Some people have the fear response to the unknown, like a noise outside. Some people have been through some shit and it makes them even worse (PTSD or like people who are abused as kids and therefore put up with abuse as adults) and really flip out at a flick of their switches. Some people deal by denial until something tips them over the edge, so they’ll freak out a week after what truly flipped them.
Utilize all of these in your characters. Different triggers that make them panic, crises in the past that make them stronger and maybe one or two that makes them weaker, what decisions they make and what they put up with to avoid their triggers, how they deal initially, and what they do to rise to the occasion, and what they do the next time this type of crisis comes up.
By writing character driven books, we have to become students of psychology to some extent. Your characters have to have weaknesses and there have got to be some mental ones, because everyone has those.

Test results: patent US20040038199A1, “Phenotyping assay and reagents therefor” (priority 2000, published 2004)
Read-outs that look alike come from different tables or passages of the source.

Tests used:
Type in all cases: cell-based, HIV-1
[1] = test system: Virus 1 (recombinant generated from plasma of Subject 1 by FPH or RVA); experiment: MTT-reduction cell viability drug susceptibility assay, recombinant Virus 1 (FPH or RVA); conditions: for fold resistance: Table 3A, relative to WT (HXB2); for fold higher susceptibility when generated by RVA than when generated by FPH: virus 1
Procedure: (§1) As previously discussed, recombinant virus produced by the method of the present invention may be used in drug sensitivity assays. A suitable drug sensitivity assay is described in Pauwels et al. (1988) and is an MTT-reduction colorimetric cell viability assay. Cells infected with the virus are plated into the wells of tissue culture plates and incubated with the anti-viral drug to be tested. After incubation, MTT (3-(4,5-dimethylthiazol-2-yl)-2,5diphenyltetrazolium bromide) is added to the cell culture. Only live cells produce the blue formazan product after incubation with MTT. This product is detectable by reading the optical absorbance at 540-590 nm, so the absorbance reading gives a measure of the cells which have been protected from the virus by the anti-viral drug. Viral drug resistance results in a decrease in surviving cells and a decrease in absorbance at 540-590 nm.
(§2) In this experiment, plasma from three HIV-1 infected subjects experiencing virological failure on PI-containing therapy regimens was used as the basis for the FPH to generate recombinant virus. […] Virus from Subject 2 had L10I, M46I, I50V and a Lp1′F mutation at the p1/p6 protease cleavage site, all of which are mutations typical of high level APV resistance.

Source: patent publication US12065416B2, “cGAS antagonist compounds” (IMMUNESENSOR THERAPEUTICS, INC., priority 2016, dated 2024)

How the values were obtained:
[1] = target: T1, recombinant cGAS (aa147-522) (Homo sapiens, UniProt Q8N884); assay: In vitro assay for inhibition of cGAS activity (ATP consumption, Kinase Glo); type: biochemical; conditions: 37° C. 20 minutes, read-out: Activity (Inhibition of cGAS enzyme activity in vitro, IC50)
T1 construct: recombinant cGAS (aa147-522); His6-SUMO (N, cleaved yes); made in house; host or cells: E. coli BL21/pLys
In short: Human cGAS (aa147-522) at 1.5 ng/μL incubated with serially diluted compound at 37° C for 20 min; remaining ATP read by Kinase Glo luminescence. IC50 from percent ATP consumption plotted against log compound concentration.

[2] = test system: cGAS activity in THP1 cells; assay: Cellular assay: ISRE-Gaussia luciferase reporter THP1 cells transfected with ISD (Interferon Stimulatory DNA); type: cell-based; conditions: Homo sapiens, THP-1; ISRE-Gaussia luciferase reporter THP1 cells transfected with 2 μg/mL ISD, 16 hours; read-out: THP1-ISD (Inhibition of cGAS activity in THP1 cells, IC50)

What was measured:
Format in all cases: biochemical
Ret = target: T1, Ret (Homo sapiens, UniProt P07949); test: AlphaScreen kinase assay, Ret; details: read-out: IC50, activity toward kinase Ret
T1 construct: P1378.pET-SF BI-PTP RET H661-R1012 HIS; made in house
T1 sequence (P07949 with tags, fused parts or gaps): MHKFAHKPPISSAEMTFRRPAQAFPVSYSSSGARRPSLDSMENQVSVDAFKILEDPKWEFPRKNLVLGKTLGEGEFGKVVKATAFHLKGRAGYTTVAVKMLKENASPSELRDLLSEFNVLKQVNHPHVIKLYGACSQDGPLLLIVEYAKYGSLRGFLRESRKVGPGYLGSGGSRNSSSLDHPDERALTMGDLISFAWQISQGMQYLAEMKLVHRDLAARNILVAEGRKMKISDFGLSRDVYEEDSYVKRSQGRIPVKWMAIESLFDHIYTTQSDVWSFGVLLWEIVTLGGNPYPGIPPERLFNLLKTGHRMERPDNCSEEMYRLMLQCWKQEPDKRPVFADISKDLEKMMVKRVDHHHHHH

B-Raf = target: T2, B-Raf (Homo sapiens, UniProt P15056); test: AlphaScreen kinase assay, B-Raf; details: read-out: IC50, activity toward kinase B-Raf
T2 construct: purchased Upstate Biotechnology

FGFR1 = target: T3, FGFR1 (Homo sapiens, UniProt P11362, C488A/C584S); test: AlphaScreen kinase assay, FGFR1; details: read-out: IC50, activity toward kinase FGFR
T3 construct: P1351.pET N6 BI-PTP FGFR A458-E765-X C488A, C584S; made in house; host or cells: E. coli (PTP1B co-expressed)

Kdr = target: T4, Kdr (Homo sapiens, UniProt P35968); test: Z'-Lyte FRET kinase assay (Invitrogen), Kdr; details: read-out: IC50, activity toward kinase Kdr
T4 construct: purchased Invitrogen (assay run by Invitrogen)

It’s how your characters deal after something happens, after they freak out, and after they are damaged that makes them who they are. It’s the process of learning how to deal that makes a story. The car story would probably be a lot more entertaining if we freaked out and panicked, but panic wouldn’t have gotten us out of the middle of nowhere. Blaming the mechanics that changed my oil and didn’t notice a piece about to break off and puncture the oil drum wouldn’t have gotten us out of there either.
I however, will never forgive Nebraska and will never drive though it again 🙂
There’s your psych lesson for today, with some examples from my own life because I use those in my own writing… and because I’m a writer and have no sense of personal privacy apparently 🙂
Happy Writing 🙂